Lola Dupré - Aubrey Beardsley, paper collage on panel 8.2 x 11.6 inches
“The function of the artist is to evoke the experience of surprised recognition: to show the viewer what he knows but does not know that he knows.”
–William S. Burroughs
Jenny Odell - Satellite Landscapes (Transportation Landscape, Waste Landscape, Manufacturing Landscape, and Power Landscape)
Laurent SEGRETIER | Photography
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Art Hack Day expose le grand bluff technologique
Alberta artist, Peter von Tiesenhausen, has effectively stopped oil corporations from putting a pipeline through his 800 acre property by covering it with artwork and copyrighting the top six inches of his land as an artwork. Realizing that mining companies can legitimately lay claim to any land underneath private property to a depth of six inches, van Tiesenhausen contacted a lawyer who drew up an intellectual property/copyright claim that said that if the oil company disturbed the top six inches in any way, it would be a copyright violation.
So here’s what I would say to my taxi driver if the meter weren’t running: The revolution begins at the kitchen table. The desires of the artist and the chef are not so different: to nourish humans and perhaps hold up the mirror to those who consume our products. Change the world. There will always be a new black. But that is because black is eternal. It’s what fashion wants to be. Let’s reduce “the new” to fashion. Let’s call black “culture.” Black is never the old black. It just can’t be. Black is always the black. In this sense, food is always the black. Art is always the black. What is cooking? What is the avant-garde?
Adam Niklewicz - THE ROUND TABLE, 2010
A forest has been planted in Norway, which will supply paper for a special anthology of books to be printed in one hundred years time. Between now and then, one writer every year will contribute a text, with the writings held in trust, unpublished, until 2114.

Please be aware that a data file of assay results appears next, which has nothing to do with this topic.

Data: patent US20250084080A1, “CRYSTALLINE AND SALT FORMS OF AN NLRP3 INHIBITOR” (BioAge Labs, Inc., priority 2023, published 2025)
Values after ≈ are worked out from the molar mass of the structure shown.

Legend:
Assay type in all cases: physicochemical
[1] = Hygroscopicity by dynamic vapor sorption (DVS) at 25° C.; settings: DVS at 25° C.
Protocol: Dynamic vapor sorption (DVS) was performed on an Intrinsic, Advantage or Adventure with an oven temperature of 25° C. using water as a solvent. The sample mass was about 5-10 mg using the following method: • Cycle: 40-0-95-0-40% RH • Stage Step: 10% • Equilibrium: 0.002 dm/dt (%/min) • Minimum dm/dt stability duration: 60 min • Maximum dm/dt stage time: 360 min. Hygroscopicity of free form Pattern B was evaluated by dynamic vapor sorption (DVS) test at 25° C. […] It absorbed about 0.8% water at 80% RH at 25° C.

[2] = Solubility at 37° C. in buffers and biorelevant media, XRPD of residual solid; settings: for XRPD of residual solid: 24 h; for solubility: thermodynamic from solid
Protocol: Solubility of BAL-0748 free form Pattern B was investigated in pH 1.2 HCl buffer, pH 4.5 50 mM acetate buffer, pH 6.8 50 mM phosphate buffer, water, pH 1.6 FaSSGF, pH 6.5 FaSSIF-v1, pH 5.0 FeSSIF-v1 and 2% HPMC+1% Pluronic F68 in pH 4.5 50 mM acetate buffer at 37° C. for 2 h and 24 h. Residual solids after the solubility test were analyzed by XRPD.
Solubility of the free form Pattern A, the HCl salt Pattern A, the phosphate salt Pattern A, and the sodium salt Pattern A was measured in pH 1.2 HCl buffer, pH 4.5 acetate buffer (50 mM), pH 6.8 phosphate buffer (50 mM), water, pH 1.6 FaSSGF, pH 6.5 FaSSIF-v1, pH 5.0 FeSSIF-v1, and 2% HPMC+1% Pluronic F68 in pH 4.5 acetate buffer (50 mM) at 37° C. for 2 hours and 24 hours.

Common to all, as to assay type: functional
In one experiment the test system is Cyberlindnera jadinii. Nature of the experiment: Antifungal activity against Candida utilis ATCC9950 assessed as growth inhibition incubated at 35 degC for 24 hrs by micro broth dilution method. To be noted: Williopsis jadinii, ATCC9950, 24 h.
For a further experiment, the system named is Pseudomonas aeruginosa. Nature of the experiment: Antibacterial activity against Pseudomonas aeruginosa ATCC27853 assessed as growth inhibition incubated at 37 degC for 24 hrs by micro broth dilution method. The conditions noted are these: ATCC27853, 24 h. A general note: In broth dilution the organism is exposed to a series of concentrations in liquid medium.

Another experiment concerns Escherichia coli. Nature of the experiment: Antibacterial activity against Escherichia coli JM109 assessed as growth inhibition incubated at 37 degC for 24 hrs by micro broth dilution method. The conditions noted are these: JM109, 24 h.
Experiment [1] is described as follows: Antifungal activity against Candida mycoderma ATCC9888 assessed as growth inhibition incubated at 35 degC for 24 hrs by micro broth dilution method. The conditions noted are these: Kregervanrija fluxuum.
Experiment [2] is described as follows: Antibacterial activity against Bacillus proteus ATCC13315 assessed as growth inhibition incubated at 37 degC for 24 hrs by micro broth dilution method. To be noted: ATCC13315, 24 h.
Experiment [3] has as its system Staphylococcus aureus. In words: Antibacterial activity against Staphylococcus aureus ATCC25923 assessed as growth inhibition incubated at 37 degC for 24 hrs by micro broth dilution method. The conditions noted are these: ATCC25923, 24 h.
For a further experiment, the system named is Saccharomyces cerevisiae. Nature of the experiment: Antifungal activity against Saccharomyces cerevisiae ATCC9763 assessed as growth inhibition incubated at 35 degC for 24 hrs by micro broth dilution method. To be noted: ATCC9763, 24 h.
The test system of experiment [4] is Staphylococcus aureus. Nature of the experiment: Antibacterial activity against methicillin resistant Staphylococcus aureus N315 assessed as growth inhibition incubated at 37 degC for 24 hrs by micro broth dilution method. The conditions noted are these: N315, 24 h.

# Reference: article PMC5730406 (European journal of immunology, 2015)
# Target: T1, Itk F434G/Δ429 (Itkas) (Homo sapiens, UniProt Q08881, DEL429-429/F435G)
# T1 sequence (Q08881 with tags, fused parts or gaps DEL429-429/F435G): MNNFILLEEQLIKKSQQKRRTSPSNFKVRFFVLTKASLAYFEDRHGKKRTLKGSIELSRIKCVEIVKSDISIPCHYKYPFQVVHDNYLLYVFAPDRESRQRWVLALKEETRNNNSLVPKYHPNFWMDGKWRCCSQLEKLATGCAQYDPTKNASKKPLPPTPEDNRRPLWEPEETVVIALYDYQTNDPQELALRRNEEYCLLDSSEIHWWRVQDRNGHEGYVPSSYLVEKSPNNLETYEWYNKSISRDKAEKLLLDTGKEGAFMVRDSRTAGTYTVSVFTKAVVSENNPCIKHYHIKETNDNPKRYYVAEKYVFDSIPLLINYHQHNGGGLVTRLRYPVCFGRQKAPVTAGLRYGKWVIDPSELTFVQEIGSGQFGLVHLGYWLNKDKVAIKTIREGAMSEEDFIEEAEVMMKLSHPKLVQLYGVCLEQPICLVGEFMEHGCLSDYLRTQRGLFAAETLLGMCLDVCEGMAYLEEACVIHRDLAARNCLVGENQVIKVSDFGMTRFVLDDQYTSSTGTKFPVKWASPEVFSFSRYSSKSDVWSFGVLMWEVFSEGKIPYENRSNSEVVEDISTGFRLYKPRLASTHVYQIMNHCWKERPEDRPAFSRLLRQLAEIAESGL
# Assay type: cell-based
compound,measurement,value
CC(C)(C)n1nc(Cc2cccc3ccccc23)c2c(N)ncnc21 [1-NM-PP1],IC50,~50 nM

Weird is a wayward word: though it describes a set of singular effects that link the cultural fringe with peculiar personal experiences, it remains an elusive and marginal term. The similar notion of the uncanny is, on the other hand, basically an establishment term, a well-established literary effect with a sophisticated psychoanalytic pedigree. Weirdness, we might say then, is the uncanny’s low-brow doppelganger, a demotic country cousin that races hot-rods, wears mis-matched socks, and inhabits the strange borderlands between this world and the beyond.
we’ve always said that games are more like cathedrals than they are like movies. It’s a narrative environment, an environment that immerses you in a story, in a time. It’s a time machine. It’s made over hundreds of years.
Schellingcoins are designed to address external, quantitative phenomena. Opinions regarding cultural works are personal and qualitative, and spontaneous reactions to cultural works are even more so. This is different from the commonly expressed quantitative values that the SchellingCoin proposal requires. To adapt SchellingCoins to cultural criticism we must adopt the methods of collective intelligence and the digital humanities and use some tricks to turn personal opinion into cultural appraisal.
nastya ptichek - emoji-nation
For Graeber, bullshit jobs carry with them a moral imperative: “If you’re not busy all the time doing something, anything — doesn’t really matter what it is — you’re a bad person.” But the flipside of that logic seems to be: if you actually like doing x activity, if it is valuable, meaningful, and carries intrinsic rewards for you, it is wrong for you to expect to be paid (well) for it; you should give it freely, even (especially) if by doing so you are allowing others to profit. In other words, we’ll make a living from you doing what you love (for free), but we’ll keep you in check by making sure you have to make a living doing what you hate.
Eno Henze - Stammheimzellen